: NOT Grandma’s Blueberry Grunt

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Blueberry Grunt has a funny name and a long history here in Nova Scotia.

It’s several generations old and one of the simplest desserts to make. The “grunt” in its title, is believed to come from the sound produced while the sauce bubbles and the dumplings give off an almost..um… rude noise.  They may have called it Blueberry Toot. But Blueberry Grunt it is.

When we were kids, on summer weekends we’d head to the family cottage in Blue Mountain, named for it’s blueberry fields. Here in the Annapolis Valley, we get high bush blueberries. But my favorite will always be the wild field blueberries that grew in back of our cottage.

I have very fond memories of my dad making homemade tin rakes and taking us kids out to the fields to rake the blueberries. We would come back looking like smurfs and it would take days to get the berry stain out from under our nails. We ate them by the handfuls. We ate them on cereal. We ate them with cream. And we ate them stewed with dumplings, better known as grunt.

My favorite picture from childhood is one with the whole gang of us, back from the field, with buckets and buckets of berries. I was about 8 years old and wearing a Donny and Marie Osmond hoodie (that might give away my age). My baby sister who was supposed to be saying “cheese” for the camera couldn’t stand the temptation. Just as the shutter clicked, she was caught, buried up to her elbows, with a big blue-stained-teeth grin.

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My blueberry grunt follows the traditional recipe with the exception of adding cinnamon and custard to the mix. You don’t need either, they are not a requirement. But I find the custard gives the sauce a velvety texture and helps cut a bit of the acidity in the berries. The cinnamon just adds a subtle spice flavour.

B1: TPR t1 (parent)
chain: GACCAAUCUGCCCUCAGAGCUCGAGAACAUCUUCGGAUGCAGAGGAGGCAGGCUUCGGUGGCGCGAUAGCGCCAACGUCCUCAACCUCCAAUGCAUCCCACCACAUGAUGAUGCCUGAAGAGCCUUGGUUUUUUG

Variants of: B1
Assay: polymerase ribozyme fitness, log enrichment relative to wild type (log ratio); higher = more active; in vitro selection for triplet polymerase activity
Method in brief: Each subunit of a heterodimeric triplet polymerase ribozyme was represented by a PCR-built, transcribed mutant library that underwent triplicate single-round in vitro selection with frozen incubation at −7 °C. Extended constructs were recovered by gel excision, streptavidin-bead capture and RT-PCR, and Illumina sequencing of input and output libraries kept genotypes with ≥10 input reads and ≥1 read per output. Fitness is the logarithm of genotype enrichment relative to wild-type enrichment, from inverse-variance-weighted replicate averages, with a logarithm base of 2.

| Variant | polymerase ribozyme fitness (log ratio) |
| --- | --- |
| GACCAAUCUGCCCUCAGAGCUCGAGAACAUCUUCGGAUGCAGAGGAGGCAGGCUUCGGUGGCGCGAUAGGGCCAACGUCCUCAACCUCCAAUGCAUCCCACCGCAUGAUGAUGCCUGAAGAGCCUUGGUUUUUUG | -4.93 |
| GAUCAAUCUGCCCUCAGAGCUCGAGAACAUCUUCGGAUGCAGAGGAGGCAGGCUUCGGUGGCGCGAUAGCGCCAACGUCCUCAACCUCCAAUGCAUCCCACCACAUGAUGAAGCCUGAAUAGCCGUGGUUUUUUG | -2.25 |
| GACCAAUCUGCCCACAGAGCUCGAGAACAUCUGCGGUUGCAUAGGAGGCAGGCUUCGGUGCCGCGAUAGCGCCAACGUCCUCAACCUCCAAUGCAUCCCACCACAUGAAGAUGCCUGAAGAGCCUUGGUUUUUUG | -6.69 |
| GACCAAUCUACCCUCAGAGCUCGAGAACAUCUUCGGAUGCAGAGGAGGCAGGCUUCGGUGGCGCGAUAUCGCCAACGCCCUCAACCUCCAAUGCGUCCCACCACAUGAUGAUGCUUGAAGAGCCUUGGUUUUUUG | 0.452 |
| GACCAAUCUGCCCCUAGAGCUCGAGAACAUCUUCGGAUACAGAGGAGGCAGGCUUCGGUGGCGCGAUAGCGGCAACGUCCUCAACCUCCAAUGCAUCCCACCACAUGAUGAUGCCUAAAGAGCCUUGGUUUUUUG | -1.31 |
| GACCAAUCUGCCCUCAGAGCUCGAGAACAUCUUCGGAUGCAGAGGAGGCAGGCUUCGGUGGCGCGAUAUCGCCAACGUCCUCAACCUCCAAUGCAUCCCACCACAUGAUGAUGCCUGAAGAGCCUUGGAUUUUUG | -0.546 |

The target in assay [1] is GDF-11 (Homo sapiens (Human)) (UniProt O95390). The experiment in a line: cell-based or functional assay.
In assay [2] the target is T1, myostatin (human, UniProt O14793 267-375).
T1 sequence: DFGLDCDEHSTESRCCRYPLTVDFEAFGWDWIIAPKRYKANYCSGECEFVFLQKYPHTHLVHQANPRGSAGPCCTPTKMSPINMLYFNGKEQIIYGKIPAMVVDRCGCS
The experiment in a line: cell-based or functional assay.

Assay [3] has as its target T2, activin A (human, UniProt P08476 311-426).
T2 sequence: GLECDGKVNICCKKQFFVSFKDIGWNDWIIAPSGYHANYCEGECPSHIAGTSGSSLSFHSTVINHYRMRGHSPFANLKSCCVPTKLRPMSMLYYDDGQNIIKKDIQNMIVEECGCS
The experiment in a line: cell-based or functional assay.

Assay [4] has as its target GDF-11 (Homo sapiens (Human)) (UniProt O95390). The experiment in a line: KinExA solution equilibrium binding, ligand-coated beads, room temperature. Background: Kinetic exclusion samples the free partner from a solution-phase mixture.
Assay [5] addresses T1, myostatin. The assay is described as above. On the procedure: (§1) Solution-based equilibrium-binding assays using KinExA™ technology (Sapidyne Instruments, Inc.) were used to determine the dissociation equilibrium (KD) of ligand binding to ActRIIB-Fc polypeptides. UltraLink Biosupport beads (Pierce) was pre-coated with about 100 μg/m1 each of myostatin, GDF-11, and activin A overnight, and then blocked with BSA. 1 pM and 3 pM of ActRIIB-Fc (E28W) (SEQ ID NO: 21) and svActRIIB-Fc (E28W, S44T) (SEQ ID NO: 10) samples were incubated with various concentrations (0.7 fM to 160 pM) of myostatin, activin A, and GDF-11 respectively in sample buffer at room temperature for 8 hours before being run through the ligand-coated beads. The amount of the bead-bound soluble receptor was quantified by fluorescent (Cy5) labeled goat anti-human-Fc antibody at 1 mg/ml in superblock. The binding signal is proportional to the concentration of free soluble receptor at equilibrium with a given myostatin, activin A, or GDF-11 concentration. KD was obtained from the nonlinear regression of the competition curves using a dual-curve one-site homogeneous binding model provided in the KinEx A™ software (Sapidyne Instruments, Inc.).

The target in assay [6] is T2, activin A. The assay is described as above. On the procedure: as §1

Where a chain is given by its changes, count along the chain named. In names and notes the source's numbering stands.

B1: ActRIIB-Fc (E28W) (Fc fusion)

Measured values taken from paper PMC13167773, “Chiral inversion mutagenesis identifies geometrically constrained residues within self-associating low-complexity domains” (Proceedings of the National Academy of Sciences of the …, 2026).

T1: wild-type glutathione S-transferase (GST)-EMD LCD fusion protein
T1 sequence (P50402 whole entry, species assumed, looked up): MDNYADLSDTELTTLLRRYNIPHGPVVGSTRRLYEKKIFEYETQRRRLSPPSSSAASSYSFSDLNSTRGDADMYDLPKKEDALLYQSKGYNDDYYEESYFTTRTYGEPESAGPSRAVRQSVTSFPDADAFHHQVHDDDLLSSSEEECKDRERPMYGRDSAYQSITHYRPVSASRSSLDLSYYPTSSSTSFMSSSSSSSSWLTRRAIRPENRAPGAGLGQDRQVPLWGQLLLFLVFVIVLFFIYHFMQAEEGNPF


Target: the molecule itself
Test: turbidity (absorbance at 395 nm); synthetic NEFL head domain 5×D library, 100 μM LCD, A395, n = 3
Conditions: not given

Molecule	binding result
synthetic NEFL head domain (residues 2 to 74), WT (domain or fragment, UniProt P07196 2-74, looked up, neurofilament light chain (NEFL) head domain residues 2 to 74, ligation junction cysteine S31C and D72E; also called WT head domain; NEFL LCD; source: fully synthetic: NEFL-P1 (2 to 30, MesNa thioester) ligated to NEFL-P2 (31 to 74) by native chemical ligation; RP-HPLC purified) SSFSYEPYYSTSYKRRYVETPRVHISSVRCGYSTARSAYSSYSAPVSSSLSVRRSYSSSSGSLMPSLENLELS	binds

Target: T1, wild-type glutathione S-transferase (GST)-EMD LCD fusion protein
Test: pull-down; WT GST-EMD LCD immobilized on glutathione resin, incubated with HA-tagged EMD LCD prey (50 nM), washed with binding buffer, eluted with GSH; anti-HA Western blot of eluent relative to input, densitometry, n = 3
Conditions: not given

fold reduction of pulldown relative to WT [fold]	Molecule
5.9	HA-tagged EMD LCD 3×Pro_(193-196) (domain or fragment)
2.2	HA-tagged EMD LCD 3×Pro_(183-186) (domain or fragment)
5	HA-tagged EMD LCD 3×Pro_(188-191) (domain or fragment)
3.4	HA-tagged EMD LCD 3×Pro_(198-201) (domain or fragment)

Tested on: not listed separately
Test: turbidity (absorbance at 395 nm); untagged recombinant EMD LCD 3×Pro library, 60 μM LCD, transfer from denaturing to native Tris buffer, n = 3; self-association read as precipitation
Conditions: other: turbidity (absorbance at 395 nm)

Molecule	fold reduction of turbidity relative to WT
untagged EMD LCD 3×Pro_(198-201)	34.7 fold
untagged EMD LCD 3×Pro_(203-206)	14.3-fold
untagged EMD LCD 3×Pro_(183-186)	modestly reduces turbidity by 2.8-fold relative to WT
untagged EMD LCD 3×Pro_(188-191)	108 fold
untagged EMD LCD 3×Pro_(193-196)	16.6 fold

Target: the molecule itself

Some would rather stick to the bare-berry recipe. And there is certainly nothing wrong with that. As far as simple dessert recipes go, this is my favorite.

Adding the blueberries to the water and custard mixture.

Adding the blueberries to the water and custard mixture.

Sauce is bubbling and dumplings are cooking

Sauce is bubbling and dumplings are cooking

Sauce Ingredients:

2 pints blueberries

1 cup water

1 cup sugar

1 tsp cinnamon

2 tbsp custard powder

Dumpling Ingredients:

2 ½  cups flour

4 tsp baking powder

1 tbsp sugar

½ tsp salt

2 tbsp cold butter

About ½ cup milk (or enough to achieve a soft dough)

Method:

Make dough for dumplings: sift flour, salt, sugar, and baking powder in a medium mixing bowl. Cut in butter until crumbly. Slowly add milk and mix in just until a soft dough forms. Don’t over work it. Set aside.

Make sauce: In a large pot, whisk custard with water over medium heat until powder dissolves. Add the sugar, cinnamon, and berries and continue to stir frequently until it just starts to bubble. With a spoon, drop in big clumps of dough all around the pot and in the center. Turn heat to low and cover the pot. Simmer for 15 minutes until dumplings look cooked.

Serve warm by placing a piece of dumpling on plate. Spoon on the sauce. Eat just like this or, as I would suggest, with a scoop of vanilla ice cream.

Or, you could serve on top of a dollop of warm custard and top with ice cream (my personal favorite).

A word of caution… My dad loved to tell about the time a relative (whom I will not name) came to visit. My mom made a huge pot of blueberry grunt. My mystery relative had a few helpings before they proceeded on their long trip home. Let’s just say they had to make several stops!

I would suggest that copious amounts of berries and long road trips don’t go well together. My dad always laughed when he told that story and ended it “…and that’s why they (really) call it blueberry grunt”.

I can still hear my dad’s laugh. Good times.

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